Revised GPA: Based on a mandate in the 1994 GPA, in 1997, the GPA Parties launched negotiations aimed at improving the Agreement and extending its coverage on the basis of mutual reciprocity. In December 2011, after more than a decade of negotiations, the Parties reached agreement on a revised GPA. In March 2012, they approved the results of the negotiations and sent the revised Agreement for ratification by the Parties in accordance with their respective domestic procedures.  Ratification by two-thirds of the 15 Parties was required for implementation of the revised GPA. (Parties indicate their ratification by depositing instruments of acceptance with the WTO Director-General.)

Entry into Force of Revised GPA:  In April 2014, the revised GPA entered into force. It now applies to the 12 Parties that have ratified it: Canada, European Union (and its member states), Hong Kong China, Iceland, Israel, Japan, Liechtenstein, Netherlands with respect to Aruba, Norway, Singapore, Chinese Taipei (Taiwan) and the United States. Three Parties (Armenia, Republic of Korea and Switzerland) have not yet ratified it. As a consequence, the 1994 GPA is still in force and all Parties must continue to provide those three Parties with access to their procurement based on the 1994 Agreement. Until those Parties ratify the revised GPA, they will not be given access to the new procurement in the revised Agreement.

Improvements in Revised GPA Text: The GPA revision includes a complete rewrite of the text to incorporate current procurement practices, in particular the use of electronic procurement, and to make it easier to use. Its use has been facilitated by clarifying obligations, removing ambiguities and redundancies and adopting a structure that reflects the procurement process. However, the revision changes neither the fundamental obligations nor the rights of the Parties under the Agreement. The Revised GPA may be found at: Revised Agreement on Government Procurement.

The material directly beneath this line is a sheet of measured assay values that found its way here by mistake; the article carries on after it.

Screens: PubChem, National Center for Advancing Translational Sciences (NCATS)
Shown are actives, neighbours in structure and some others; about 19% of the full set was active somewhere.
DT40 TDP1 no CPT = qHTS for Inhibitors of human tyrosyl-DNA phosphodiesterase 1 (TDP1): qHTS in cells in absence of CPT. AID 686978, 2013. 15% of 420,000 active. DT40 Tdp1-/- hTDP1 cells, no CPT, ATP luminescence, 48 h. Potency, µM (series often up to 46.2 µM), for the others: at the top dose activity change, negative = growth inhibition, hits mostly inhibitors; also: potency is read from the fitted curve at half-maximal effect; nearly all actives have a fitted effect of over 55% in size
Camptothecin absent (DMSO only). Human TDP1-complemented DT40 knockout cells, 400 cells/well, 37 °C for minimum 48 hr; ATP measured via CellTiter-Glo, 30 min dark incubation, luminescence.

Expansion of Covered Procurement in Revised GPA: A second major element of the revision was expansion of the procurement covered by the United States and the other GPA Parties. According to estimates by the WTO Secretariat, the revised GPA expands the procurement covered under the Agreement by approximately $80 billion to $100 billion annually. The procurement covered under the revised GPA may be found at Coverage Schedules under the Revised GPA.

Current GPA Membership: The GPA has 15 Parties, comprising 43 WTO Members: Armenia, Canada, the European Union and its 28 member states (Austria, Belgium, Bulgaria, Croatia, Czech Republic, Cyprus, Denmark, Estonia, Finland, France, Germany, Greece, Hungary, Ireland, Italy, Latvia, Lithuania, Luxembourg, Malta, the Netherlands, Poland, Portugal, Romania, Slovak Republic, Slovenia, Spain, Sweden, and the United Kingdom), Hong Kong China, Iceland, Israel, Japan, the Republic of Korea, Liechtenstein, the Netherlands with respect to Aruba, Norway, Singapore, Switzerland, Chinese Taipei (Taiwan) and the United States.

In October 2014, Montenegro and New Zealand were approved for membership in the GPA. Each will become a GPA Party 30 days after it submits its instrument of accession with the WTO Director-General. For an up-to-date list of GPA Parties, see GPA parties.

Jean Heilman Grier

November 10, 2014